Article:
sion. His testimony as published dis
plays an absolute and utter Ignoranto
of Hawaiian legislation on Chinese Im
migration, ns well as of executive ac
tion under such legislation. It Is an
amazing exhibition of misinformation
on tho part of n paid attorney, one. too,
whose official icsldencc In Honolulu
ns United States Consul General dur
ing the time to which his testimony re
lates ought to have given abundant op
portunity of being well Informed upon
the subject-matter. Tho following nre
extracts from Special Agnt Haywood's
testimony
"Mr New lands What Is the reason
of the disproportion between the Ja
panese and Chinese In those Islands?
"Mr. Haywood Recnuse we have not
rpietved nny Chinese now for seven or
eight years and they have been going
back, and we have lost them without
receiving any In return,
"Mi. Newlands That diminution
started under our Chinese exclusion
laws?
'Mr. Haywood No, Just after the
ovei throw Its-constitution started on
by saying that It was only to remain
In power long enough to obtain annex
ation to the United States, and then
fearing that having a Ian on their
stutute books permitting Chinese to
come In, which was so contrary to tho
sentiment of tho American people,
would be against them, they copied al
most exactly the Geary law .
"Mr. Newlands And thereafter you
resorted to the Japanese labor?
"Mr Haywood Yes"
Now for the farts In as inlet shape as
possible
Opposition of the white merchants
and mechanics to Chinese immigration
as steadily crowding them to the wall
took definite shape after the pi omul
gutton of the Constitution of 1S87 An
Act to regulate Chinese immigration
was passed at the special session that
year, and additional legislation was put
on the statute books at the regular ses
sion of 1888. These laws could not be
enforced because they ran counter to
tho prohibition of class legislation In
the constitution An ngltatlon succeed
ed forthwith for 'a constitutional
amendment which would mnko Chinese
restrictive legislation valid.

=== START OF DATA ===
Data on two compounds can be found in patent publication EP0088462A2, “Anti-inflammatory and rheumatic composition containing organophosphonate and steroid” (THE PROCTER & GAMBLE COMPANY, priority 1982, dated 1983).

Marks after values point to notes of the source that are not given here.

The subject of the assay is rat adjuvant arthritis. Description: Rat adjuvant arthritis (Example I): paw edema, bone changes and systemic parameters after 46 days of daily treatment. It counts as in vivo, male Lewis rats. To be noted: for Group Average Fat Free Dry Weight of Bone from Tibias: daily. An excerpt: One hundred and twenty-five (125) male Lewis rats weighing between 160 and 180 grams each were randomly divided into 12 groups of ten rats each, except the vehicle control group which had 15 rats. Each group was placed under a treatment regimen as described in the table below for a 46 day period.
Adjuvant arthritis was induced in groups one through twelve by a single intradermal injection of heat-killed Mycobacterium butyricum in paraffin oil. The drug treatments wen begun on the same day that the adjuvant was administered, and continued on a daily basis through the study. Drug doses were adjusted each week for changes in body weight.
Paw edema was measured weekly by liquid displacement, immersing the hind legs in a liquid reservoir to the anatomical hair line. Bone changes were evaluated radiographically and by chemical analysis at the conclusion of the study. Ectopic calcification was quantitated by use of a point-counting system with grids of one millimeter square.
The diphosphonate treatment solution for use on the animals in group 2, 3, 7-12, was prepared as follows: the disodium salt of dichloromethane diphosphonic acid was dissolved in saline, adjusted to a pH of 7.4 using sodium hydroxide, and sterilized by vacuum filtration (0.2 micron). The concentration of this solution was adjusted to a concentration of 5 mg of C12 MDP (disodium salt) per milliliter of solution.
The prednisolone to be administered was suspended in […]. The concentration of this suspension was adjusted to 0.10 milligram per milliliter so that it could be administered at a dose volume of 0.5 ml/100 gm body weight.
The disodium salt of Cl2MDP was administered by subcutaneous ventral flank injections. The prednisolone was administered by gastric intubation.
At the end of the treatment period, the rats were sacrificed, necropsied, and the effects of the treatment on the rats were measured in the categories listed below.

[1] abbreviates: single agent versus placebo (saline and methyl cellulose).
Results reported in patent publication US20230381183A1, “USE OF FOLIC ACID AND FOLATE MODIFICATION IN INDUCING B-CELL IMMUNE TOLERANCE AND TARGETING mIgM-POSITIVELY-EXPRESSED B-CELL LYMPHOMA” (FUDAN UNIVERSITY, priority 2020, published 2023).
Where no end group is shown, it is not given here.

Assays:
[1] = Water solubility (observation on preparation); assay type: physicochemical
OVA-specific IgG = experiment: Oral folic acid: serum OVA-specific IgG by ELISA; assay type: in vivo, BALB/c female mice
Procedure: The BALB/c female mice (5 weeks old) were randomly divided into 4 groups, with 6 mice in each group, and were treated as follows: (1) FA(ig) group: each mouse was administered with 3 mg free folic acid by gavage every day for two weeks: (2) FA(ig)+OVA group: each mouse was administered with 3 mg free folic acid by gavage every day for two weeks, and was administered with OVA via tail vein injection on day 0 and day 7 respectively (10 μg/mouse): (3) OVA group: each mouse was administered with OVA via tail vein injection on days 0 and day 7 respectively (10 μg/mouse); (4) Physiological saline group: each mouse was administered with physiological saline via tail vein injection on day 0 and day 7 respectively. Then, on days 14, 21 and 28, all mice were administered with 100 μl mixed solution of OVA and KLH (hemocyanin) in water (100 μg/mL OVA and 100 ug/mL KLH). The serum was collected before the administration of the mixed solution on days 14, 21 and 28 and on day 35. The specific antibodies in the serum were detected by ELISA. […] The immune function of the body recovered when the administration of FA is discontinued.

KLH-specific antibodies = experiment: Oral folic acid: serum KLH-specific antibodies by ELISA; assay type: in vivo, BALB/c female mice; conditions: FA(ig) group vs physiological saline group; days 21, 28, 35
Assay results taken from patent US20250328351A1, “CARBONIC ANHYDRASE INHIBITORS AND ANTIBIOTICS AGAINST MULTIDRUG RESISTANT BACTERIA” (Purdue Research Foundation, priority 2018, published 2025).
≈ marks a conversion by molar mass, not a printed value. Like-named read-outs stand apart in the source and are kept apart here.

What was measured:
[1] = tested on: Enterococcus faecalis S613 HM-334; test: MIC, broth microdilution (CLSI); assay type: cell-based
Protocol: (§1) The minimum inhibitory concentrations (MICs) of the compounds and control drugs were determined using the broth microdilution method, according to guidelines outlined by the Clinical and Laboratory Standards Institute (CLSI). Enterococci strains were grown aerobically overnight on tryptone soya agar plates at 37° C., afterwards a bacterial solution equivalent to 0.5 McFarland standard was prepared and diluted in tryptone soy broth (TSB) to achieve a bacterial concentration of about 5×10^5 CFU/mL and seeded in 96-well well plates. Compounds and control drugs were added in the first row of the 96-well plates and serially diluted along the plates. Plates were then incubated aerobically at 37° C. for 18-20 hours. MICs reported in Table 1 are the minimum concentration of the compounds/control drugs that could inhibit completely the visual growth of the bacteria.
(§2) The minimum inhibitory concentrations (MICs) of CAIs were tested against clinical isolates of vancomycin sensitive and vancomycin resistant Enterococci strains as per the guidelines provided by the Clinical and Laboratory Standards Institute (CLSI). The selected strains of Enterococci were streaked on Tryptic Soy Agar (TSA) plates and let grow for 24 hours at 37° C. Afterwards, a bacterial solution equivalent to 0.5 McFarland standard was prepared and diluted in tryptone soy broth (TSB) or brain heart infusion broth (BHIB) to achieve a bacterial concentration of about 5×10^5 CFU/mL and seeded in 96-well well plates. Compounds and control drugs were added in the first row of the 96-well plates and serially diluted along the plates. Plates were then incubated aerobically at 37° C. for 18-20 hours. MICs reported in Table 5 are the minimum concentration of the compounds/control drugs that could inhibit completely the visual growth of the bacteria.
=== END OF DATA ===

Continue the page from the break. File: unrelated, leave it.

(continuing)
A new- nitlcle was added to the Con
stitution of 1887 by passage at the two
successive sessions of 1890 and 160:',
respectively under the lelgns of Kala
kaua and Lllluokulanl, being as fol
lows: "At Mile 83. The Legislature may
fiom time to time enact such laws as ll
may deem proper, for the supervision
and control and Identification of all
poisons or nny one class or nationality
wbo may be Introduced Into the king
dom for tho purpose of performing
agricultural labor, and may also by
law. restrict and limit the term of lesl
denco in the kingdom of such agricul
tural laborers and the buslucss or em
plovmcnt In which they may engage."
At the legislative session of 1890 a
law was passed which provided for the
Issuing uf permits to Chinese agricul
tural laborers to enter the Hawaiian
Islands. Their employers were requir
ed to give bonds to deliver such labor
era up at the close of a term of five
year
Then In 1892 a new Act to regulate
Chinese Immigration was passed, be
ing Chapter 80 of Session Laws of that
year, Tho first section here quoted
conveys Its main purpose.
"Section 1 No Chinese, except wo
men who have relatives by marriage or
blood residing In this kingdom, chil
dren under ten jeais of age who have
parents or guardians residing In this
kingdom, clergymen, teachers and mer
chants hcietofore resitting and doing
business In this kingdom, except ns
hereinafter provided, shall be allowed
to enter this kingdom unless upon con
ditlon"that whllo here he will engage
In no trading or mechanical occupa
tlou other than domestic service or
agricultural labor In the Held or In
sugar or rlco mills, and that he will
whenever ho shall cease to follow his
vocation as agricultural laborer In the
field oi In sugar or rice mills, or as
domestic servant, leave this kingdom,
and that for every breach of such con
dition ho shall upon conviction by any
police or district Justice be liable to a
flue of ono hundred dollars,"
The remainder of tho Act provides
for the Issuance of permits, upon re
commendation of the Hoard of Imml
ratlon, for the Introduction of Chi
nesc agricultural laborers not to ex
ceed Ave thousand, also for permits to
merchants and travelers to come aim
itay six months and for Chinese rest
dents of two years to return It they
to away.
An amendment passed the same ses
sion gave the Cabinet power to con
firm such rules and regulations as the
Minister of Foreign Affairs might
frame for carrying out the nlms and
objects of tho Act.
A second amendment passed 'the
same session provided tint any Chi
nese who should enter or attempt to
enter the kingdom contrary to the pro
visions of the Act. or without the per